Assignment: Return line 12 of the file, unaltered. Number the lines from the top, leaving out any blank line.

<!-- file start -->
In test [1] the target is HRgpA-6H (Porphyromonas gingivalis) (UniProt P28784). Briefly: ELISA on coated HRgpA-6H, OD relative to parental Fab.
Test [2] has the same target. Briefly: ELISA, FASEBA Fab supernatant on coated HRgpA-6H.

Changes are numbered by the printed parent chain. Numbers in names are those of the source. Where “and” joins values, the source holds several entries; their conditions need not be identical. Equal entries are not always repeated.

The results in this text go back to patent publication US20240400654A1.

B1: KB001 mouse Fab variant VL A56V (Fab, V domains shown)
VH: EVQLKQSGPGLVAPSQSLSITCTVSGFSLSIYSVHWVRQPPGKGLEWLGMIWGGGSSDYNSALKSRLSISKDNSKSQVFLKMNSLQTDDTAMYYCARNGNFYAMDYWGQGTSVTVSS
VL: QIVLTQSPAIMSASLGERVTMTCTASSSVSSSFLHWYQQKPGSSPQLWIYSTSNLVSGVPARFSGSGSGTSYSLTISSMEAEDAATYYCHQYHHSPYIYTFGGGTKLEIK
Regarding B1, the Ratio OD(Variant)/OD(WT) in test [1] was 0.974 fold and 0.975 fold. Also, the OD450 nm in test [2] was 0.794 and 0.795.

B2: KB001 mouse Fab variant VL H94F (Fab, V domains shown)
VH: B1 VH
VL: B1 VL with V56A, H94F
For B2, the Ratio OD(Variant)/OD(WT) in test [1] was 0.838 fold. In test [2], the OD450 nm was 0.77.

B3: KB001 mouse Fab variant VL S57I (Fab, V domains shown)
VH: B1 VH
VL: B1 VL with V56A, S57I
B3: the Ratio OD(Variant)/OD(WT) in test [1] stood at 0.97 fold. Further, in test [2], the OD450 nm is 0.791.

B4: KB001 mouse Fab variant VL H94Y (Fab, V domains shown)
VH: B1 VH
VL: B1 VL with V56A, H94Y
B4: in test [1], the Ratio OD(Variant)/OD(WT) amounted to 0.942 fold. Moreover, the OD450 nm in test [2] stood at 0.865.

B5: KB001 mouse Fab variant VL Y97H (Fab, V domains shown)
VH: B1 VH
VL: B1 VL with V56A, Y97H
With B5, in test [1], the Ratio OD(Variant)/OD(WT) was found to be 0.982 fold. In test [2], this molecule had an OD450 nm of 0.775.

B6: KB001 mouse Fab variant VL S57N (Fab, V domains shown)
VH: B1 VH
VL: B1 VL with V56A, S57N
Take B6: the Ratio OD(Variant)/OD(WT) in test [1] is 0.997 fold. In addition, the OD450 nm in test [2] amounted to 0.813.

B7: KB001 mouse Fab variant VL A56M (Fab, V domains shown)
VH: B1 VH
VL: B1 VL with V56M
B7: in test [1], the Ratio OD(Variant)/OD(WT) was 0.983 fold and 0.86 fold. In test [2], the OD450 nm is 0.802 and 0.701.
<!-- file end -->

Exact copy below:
For B2, the Ratio OD(Variant)/OD(WT) in test [1] was 0.838 fold. In test [2], the OD450 nm was 0.77.